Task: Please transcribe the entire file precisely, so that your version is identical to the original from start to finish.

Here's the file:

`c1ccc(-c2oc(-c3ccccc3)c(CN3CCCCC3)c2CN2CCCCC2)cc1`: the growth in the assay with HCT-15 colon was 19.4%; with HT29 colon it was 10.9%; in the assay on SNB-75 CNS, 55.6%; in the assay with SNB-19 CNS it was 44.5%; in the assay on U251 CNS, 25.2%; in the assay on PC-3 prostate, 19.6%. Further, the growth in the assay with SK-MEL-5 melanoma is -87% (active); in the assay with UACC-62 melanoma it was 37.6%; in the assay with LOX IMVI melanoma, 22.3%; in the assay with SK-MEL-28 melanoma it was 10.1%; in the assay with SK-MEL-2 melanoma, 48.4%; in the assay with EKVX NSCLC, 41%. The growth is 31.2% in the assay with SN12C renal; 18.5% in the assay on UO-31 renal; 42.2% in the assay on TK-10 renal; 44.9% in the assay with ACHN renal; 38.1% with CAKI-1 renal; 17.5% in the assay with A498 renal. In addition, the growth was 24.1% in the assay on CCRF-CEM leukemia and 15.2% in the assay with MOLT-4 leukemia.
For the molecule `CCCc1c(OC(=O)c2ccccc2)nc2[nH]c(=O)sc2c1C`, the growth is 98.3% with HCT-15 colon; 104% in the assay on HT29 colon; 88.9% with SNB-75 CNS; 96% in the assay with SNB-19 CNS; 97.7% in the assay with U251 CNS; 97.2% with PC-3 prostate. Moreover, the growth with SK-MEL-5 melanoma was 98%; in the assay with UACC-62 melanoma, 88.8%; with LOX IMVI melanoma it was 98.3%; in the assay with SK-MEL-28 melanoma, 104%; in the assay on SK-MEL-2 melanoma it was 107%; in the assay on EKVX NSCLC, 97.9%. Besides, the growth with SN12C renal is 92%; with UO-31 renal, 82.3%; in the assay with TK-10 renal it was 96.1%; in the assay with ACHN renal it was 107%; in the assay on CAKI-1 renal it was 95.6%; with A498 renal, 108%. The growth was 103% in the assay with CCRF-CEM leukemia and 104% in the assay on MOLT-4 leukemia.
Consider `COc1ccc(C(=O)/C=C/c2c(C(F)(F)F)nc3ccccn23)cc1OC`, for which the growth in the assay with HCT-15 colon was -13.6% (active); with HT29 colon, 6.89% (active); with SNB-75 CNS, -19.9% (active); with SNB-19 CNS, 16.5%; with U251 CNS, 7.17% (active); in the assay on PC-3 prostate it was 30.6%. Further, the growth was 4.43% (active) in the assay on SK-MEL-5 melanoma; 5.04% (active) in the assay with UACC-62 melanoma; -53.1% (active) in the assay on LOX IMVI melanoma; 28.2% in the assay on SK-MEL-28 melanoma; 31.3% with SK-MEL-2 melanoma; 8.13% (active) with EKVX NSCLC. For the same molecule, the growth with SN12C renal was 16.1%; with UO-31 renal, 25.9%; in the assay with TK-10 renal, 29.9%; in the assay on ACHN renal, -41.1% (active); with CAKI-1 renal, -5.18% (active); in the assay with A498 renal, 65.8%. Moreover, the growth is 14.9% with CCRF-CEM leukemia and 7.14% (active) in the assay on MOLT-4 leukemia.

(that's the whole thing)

`c1ccc(-c2oc(-c3ccccc3)c(CN3CCCCC3)c2CN2CCCCC2)cc1`: the growth in the assay with HCT-15 colon was 19.4%; with HT29 colon it was 10.9%; in the assay on SNB-75 CNS, 55.6%; in the assay with SNB-19 CNS it was 44.5%; in the assay on U251 CNS, 25.2%; in the assay on PC-3 prostate, 19.6%. Further, the growth in the assay with SK-MEL-5 melanoma is -87% (active); in the assay with UACC-62 melanoma it was 37.6%; in the assay with LOX IMVI melanoma, 22.3%; in the assay with SK-MEL-28 melanoma it was 10.1%; in the assay with SK-MEL-2 melanoma, 48.4%; in the assay with EKVX NSCLC, 41%. The growth is 31.2% in the assay with SN12C renal; 18.5% in the assay on UO-31 renal; 42.2% in the assay on TK-10 renal; 44.9% in the assay with ACHN renal; 38.1% with CAKI-1 renal; 17.5% in the assay with A498 renal. In addition, the growth was 24.1% in the assay on CCRF-CEM leukemia and 15.2% in the assay with MOLT-4 leukemia.
For the molecule `CCCc1c(OC(=O)c2ccccc2)nc2[nH]c(=O)sc2c1C`, the growth is 98.3% with HCT-15 colon; 104% in the assay on HT29 colon; 88.9% with SNB-75 CNS; 96% in the assay with SNB-19 CNS; 97.7% in the assay with U251 CNS; 97.2% with PC-3 prostate. Moreover, the growth with SK-MEL-5 melanoma was 98%; in the assay with UACC-62 melanoma, 88.8%; with LOX IMVI melanoma it was 98.3%; in the assay with SK-MEL-28 melanoma, 104%; in the assay on SK-MEL-2 melanoma it was 107%; in the assay on EKVX NSCLC, 97.9%. Besides, the growth with SN12C renal is 92%; with UO-31 renal, 82.3%; in the assay with TK-10 renal it was 96.1%; in the assay with ACHN renal it was 107%; in the assay on CAKI-1 renal it was 95.6%; with A498 renal, 108%. The growth was 103% in the assay with CCRF-CEM leukemia and 104% in the assay on MOLT-4 leukemia.
Consider `COc1ccc(C(=O)/C=C/c2c(C(F)(F)F)nc3ccccn23)cc1OC`, for which the growth in the assay with HCT-15 colon was -13.6% (active); with HT29 colon, 6.89% (active); with SNB-75 CNS, -19.9% (active); with SNB-19 CNS, 16.5%; with U251 CNS, 7.17% (active); in the assay on PC-3 prostate it was 30.6%. Further, the growth was 4.43% (active) in the assay on SK-MEL-5 melanoma; 5.04% (active) in the assay with UACC-62 melanoma; -53.1% (active) in the assay on LOX IMVI melanoma; 28.2% in the assay on SK-MEL-28 melanoma; 31.3% with SK-MEL-2 melanoma; 8.13% (active) with EKVX NSCLC. For the same molecule, the growth with SN12C renal was 16.1%; with UO-31 renal, 25.9%; in the assay with TK-10 renal, 29.9%; in the assay on ACHN renal, -41.1% (active); with CAKI-1 renal, -5.18% (active); in the assay with A498 renal, 65.8%. Moreover, the growth is 14.9% with CCRF-CEM leukemia and 7.14% (active) in the assay on MOLT-4 leukemia.